The editorial on Parliament (Feb.24) is timely. Hopefully, we will elect our representatives in the coming election in a manner that restores decorum and upholds the sanctity of Parliament. Democracy means people of various walks of life are represented with the government of the day taking a collective decision to ensure fair play and equality to all. Unfortunately, what we see in our legislatures and Houses today are proceedings that are disrupted by unruly behaviour. The main reason is that the ruling majority forces its agenda without taking the minority opposition into confidence. The President telling our lawmakers recently to “discuss, debate and decide”, made for very sound advice. But it has gone unheard.

B. Sundar Raman,

Coimbatore

The editorial reflects the sorry state of Parliament. “Democracy cannot succeed unless those who express their choice are prepared to choose wisely. The real safeguard of democracy, therefore, is education,” said Franklin D. Roosevelt. Obviously, the true spirit of democracy necessitates the quality of thoughts and the manner of deliberation and decision-making, coupled with dignity and decorum. India’s future is indeed imperilled if Parliament is imperilled.

F. Heldon,

Batlagundu, Tamil Nadu

The greatest problem in our legislatures and the Lok Sabha is the bias of the presiding officer toward the ruling party. The presiding officers do not make any decision that will cause discomfort to the government, however justified it may be. The solution lies in appointing professionals with no political affiliation as Speakers, preferably those chosen by the UPSC. They must be given powers to suspend unruly members.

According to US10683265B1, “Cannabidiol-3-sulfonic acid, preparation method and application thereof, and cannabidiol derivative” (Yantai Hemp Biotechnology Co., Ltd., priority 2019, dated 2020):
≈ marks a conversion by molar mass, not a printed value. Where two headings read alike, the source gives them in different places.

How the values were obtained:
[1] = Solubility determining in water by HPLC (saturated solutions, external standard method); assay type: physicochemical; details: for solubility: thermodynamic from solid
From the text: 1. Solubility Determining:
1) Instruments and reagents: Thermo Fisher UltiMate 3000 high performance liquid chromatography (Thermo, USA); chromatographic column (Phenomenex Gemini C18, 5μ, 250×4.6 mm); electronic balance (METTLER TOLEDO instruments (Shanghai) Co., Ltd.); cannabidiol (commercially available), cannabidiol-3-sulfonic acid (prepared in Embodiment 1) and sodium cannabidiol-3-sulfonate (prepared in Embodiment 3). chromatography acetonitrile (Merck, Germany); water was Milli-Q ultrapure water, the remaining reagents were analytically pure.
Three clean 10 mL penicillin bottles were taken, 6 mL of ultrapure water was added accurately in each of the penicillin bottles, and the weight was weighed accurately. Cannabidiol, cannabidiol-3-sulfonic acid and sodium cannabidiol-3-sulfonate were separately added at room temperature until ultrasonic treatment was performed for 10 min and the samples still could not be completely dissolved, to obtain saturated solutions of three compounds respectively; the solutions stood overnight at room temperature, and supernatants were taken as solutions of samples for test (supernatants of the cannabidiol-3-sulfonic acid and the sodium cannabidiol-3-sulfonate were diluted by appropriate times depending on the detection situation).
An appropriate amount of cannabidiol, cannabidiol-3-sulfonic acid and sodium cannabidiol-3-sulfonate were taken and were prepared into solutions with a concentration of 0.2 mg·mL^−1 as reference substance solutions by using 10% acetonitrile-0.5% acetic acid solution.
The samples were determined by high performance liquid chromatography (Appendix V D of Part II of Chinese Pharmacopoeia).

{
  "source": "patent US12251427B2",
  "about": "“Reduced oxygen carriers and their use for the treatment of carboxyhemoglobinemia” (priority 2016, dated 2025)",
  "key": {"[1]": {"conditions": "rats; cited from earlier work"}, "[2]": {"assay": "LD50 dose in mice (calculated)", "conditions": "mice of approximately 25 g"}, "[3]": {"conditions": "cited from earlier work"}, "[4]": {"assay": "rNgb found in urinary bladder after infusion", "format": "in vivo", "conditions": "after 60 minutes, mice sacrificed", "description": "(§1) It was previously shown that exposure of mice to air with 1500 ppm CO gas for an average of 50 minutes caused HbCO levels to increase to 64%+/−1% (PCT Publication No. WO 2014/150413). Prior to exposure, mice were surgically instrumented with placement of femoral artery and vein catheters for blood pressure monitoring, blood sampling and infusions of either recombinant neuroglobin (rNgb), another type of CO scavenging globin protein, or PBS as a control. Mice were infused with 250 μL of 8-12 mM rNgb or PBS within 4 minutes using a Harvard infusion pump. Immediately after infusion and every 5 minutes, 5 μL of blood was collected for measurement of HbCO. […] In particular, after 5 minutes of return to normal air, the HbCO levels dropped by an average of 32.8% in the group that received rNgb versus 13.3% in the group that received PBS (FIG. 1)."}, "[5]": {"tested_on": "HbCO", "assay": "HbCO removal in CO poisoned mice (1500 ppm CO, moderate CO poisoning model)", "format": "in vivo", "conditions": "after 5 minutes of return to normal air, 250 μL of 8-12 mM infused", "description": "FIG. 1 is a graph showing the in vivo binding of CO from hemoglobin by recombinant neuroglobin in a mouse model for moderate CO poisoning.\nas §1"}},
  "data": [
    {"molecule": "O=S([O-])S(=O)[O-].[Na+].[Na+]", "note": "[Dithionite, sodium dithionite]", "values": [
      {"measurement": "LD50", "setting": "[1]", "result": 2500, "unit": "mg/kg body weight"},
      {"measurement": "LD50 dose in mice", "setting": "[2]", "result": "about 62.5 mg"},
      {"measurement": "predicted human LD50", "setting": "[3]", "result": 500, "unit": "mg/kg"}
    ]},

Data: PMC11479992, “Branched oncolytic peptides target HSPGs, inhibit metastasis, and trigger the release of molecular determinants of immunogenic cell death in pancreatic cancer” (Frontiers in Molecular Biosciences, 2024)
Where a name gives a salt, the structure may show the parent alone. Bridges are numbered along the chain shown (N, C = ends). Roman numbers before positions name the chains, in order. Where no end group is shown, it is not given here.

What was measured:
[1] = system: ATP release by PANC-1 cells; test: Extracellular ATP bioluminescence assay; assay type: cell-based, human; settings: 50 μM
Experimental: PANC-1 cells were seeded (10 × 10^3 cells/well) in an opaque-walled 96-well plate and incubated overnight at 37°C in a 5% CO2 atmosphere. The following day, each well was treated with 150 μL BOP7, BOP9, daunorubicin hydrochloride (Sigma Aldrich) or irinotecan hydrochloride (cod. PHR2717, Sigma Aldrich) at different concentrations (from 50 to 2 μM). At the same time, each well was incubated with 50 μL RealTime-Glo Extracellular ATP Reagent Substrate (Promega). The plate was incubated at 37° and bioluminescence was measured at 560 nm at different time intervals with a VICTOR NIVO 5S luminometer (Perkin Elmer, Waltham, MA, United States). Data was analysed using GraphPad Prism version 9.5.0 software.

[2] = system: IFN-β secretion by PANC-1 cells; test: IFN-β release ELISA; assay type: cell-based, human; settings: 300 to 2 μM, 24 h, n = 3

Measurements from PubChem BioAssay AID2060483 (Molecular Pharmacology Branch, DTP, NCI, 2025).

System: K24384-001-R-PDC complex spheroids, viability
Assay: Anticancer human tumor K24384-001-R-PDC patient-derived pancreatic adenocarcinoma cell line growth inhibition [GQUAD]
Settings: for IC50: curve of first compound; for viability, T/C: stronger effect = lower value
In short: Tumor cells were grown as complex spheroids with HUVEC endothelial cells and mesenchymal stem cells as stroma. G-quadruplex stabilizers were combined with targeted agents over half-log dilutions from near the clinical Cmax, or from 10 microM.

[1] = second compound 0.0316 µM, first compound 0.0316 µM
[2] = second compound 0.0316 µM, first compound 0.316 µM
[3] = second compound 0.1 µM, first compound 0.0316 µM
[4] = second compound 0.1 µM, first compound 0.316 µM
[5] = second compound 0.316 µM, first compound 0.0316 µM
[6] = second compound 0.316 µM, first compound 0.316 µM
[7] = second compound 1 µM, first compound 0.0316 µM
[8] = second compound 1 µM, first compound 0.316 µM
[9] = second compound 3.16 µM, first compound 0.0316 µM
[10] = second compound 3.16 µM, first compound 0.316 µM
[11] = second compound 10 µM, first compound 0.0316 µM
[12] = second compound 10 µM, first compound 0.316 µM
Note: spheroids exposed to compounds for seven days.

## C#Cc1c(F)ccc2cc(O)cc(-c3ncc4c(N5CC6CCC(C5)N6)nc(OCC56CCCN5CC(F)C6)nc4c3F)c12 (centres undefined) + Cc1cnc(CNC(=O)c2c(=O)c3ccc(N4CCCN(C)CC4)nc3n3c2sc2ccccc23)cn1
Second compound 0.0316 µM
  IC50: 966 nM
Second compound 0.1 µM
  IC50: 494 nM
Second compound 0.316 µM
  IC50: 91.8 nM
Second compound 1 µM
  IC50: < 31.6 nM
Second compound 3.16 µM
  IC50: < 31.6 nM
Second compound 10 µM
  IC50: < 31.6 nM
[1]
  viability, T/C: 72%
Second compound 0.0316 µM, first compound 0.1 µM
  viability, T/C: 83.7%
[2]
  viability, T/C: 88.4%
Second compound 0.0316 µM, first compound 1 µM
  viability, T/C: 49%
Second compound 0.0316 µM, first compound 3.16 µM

Prashanth Gowda,

Bangalore

During the 15th Lok Sabha, the nation witnessed unruly scenes, disruptions, stalling of the passage of vital bills and even the growing helplessness of the leaders of both Houses. The Speaker, the Chairman and the floor managers are responsible for the smooth conduct of sessions, but we are unable to grasp why leaders of various parties are passive and tolerant of what amounts to hooliganism. It is not the ruling party alone that is answerable to the taxpayer but also every MP sent to Parliament to debate, discuss and make laws. The rule of “no work-no pay” has to apply to our parliamentarians too.

Rameeza A. Rasheed,

Chennai

Parliament and the State Assemblies are institutions for reasoned debate, and not wrestling rings. There are well-laid-out rules and procedures governing debate and discussion. But what we have been increasingly witnessing of late is the flagrant violation of parliamentary norms. How can our democracy be safe in the hands of such law-breakers?

Paresh Malakar,

Guwahati

After the incident of the pepper spray attack in Parliament, a code of conduct in Parliament/State Assemblies is a must. More power should be conferred on the Speaker to take strong action, with a provision to expel members indulging in disruptive behaviour.

Debodipta Roy,

Cooch Behar, West Bengal

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